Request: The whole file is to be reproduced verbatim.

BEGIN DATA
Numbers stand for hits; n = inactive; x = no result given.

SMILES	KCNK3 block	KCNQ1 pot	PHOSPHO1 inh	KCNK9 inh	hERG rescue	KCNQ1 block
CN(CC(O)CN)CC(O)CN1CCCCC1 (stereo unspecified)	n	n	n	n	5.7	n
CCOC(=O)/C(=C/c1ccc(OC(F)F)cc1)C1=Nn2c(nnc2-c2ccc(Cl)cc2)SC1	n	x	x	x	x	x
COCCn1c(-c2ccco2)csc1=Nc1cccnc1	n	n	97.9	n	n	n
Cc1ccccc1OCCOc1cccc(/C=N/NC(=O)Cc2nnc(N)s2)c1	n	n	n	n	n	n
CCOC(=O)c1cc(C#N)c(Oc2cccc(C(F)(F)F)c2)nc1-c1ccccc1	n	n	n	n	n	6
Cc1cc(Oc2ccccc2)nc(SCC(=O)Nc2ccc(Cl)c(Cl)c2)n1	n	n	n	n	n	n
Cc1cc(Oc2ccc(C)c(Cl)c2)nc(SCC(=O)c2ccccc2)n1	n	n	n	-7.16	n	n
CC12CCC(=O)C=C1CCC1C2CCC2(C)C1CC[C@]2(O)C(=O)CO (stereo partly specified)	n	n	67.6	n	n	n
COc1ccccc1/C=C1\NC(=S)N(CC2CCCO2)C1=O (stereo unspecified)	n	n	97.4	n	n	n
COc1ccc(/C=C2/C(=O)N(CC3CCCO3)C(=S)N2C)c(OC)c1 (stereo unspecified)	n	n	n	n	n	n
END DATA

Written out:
Numbers stand for hits; n = inactive; x = no result given.

SMILES	KCNK3 block	KCNQ1 pot	PHOSPHO1 inh	KCNK9 inh	hERG rescue	KCNQ1 block
CN(CC(O)CN)CC(O)CN1CCCCC1 (stereo unspecified)	n	n	n	n	5.7	n
CCOC(=O)/C(=C/c1ccc(OC(F)F)cc1)C1=Nn2c(nnc2-c2ccc(Cl)cc2)SC1	n	x	x	x	x	x
COCCn1c(-c2ccco2)csc1=Nc1cccnc1	n	n	97.9	n	n	n
Cc1ccccc1OCCOc1cccc(/C=N/NC(=O)Cc2nnc(N)s2)c1	n	n	n	n	n	n
CCOC(=O)c1cc(C#N)c(Oc2cccc(C(F)(F)F)c2)nc1-c1ccccc1	n	n	n	n	n	6
Cc1cc(Oc2ccccc2)nc(SCC(=O)Nc2ccc(Cl)c(Cl)c2)n1	n	n	n	n	n	n
Cc1cc(Oc2ccc(C)c(Cl)c2)nc(SCC(=O)c2ccccc2)n1	n	n	n	-7.16	n	n
CC12CCC(=O)C=C1CCC1C2CCC2(C)C1CC[C@]2(O)C(=O)CO (stereo partly specified)	n	n	67.6	n	n	n
COc1ccccc1/C=C1\NC(=S)N(CC2CCCO2)C1=O (stereo unspecified)	n	n	97.4	n	n	n
COc1ccc(/C=C2/C(=O)N(CC3CCCO3)C(=S)N2C)c(OC)c1 (stereo unspecified)	n	n	n	n	n	n